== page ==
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Economist predicts rate hikes to resume in August

by Adrian Suljanovic10 minute read

An economist has warned that the RBA could increase the cash rate again in the second half of 2024.

The cash rate peak of 4.35 per cent has been brought into question following a recent string of unexpected data prints, leading some to believe that the Reserve Bank of Australia (RBA) may opt to raise interest rates once again.

Warren Hogan, Judo Bank’s chief economic adviser, raised eyebrows on Friday (26 April) after the release of the lender’s forecast update.

According to Hogan, the bank’s economic prediction sees the official cash rate now hitting its apex at 5.1 per cent during the second half of 2024. He stated that three rate hikes could be on the horizon, beginning in August, followed by two more in September and November.

Hogan stated that the Australian economy is showing signs of recovery from the consumer-led slowdown of 2023.

“Business activity has consistently improved over the past five months, supporting strong employment growth and investment spending,” he said.

“The pressures on household budgets from a rising tax burden, high inflation and tighter monetary policy are starting to ease. The tax cuts are expected to greatly boost household disposable incomes from 1 July.”

Furthermore, Hogan pointed to last week’s (24 April) quarterly Consumer Price Index (CPI) data released by the Australian Bureau of Statistics (ABS) that yielded a stronger-than-expected result for the March quarter, revealing a rise of 1 per cent, up on the 0.6 per cent rise in December 2023.

“The latest inflation report for the March quarter confirms that domestic inflation is stubbornly high at around 4 per cent to 4.5 per cent,” Hogan stated.

“There is mounting evidence to suggest that the current cash rate of 4.35 per cent is not high enough to restore price stability to the Australian economy.”

Hogan further stated that the economy is straying away from the RBA’s “narrow path” and that further upward adjustment to interest rates could be necessary in the next financial year.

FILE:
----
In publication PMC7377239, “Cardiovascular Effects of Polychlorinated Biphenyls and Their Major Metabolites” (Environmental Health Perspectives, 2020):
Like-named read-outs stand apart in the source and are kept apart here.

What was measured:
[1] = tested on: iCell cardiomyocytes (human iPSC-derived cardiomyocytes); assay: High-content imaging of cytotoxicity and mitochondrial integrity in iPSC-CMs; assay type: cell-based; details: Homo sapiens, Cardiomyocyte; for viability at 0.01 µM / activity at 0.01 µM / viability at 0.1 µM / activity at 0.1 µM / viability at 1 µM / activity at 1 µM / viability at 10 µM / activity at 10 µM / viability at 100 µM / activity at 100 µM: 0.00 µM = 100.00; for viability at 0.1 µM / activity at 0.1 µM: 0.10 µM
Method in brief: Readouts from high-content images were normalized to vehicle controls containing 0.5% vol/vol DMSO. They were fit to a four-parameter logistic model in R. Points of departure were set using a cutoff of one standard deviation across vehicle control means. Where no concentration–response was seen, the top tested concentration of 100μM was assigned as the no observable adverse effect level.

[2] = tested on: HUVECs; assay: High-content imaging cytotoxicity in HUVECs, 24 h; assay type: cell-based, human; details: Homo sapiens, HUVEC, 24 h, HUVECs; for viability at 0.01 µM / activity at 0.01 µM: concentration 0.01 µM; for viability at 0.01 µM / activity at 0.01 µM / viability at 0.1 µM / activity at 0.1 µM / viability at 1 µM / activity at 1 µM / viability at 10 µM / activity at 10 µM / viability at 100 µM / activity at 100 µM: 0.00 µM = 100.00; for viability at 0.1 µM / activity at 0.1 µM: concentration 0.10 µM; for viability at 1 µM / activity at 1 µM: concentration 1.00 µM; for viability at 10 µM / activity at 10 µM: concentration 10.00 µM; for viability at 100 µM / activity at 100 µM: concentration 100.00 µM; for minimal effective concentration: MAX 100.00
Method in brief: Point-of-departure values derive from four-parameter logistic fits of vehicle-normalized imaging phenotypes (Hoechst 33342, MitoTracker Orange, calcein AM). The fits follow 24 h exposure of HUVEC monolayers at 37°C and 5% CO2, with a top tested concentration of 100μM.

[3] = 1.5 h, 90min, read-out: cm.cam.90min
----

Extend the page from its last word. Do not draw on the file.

However, while Judo Bank expects the cash rate to increase by 50–100 bps in the second half of 2024, Hogan stated that the RBA will not raise interest rates “unless they absolutely have to”.

“There is still a good chance that the RBA cash rate will not need to rise over the year ahead. While rate cuts this calendar year are looking increasingly unlikely, there is still a scenario that has the RBA cash rate falling towards 3.5 per cent in 2025,” Hogan said.

“Indeed, a further series of rate hikes will likely induce an easing cycle soon after with the cash rate likely to be on a downward trajectory by the end of 2025.”

Hogan was not alone in this assessment of the cash rate. Home Loan Experts chief executive Alan Hemmings recently told The Adviser that he also believes that the next move for the RBA could be to increase interest rates.

Hemmings spoke on the notion of whether or not the RBA will slash interest rates before the US Federal Reserve, stating that he expects neither central banks will move to lower their respective cash rates this year.

Hemmings explained: “In Australia, our inflation rate is not within our 2–3 per cent band, and the tax cuts in July will also put pressure on inflation, as everyone will have more money to spend. In the US, there are signs that inflation is trending up.

“The next move for the RBA and the Fed could, in fact, be an increase.”

He further stated that inflation is still not under control, despite the inflation rate having “dropped dramatically” over the last few months, most recently dropping to 3.6 per cent annually.

“If you look at underlying inflation, there is a marked difference. [Inflation] for goods is definitely down, but for service, which includes items like rent, it’s still sitting above 4 per cent,” Hemmings said.

While the RBA will consider the parts of the economy that are currently under control, overall inflation still remains above the target band, according to Hemmings.

[RELATED: How will the RBA react to March’s CPI data?]

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Adrian Suljanovic


Adrian Suljanovic is a journalist on Momentum Media's mortgages titles: The Adviser and Mortgage Business.

Adrian has written for a range of titles under the Momentum Media umbrella such as IFA, Investor Daily and Lawyer’s Weekly before joining the mortgages team in 2022.

He graduated from the University of Wollongong in 2021 gaining a Bachelor of Communication & Media with a major in Digital & Social Media.

E-mail Adrian at: [email protected]


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